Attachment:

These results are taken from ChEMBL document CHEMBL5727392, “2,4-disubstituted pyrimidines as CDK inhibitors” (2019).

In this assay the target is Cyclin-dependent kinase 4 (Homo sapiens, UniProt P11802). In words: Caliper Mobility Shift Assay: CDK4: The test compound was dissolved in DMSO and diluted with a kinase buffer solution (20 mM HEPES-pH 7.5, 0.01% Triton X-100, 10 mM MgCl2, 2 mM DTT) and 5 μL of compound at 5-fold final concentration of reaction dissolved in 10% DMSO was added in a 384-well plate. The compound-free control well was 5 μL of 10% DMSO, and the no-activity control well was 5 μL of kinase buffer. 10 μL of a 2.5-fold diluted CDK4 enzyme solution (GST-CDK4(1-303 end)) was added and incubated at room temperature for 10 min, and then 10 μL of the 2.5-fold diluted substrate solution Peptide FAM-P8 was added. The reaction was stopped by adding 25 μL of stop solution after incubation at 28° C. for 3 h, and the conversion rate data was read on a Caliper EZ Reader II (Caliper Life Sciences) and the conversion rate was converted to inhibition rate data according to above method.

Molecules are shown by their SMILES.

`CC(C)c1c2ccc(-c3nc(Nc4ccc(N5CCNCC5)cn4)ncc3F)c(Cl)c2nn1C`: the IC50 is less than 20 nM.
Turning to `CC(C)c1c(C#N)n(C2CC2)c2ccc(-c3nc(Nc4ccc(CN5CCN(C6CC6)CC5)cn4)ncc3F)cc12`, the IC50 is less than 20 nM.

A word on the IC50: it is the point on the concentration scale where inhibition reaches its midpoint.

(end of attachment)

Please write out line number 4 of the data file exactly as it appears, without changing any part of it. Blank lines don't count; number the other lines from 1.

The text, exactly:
`CC(C)c1c2ccc(-c3nc(Nc4ccc(N5CCNCC5)cn4)ncc3F)c(Cl)c2nn1C`: the IC50 is less than 20 nM.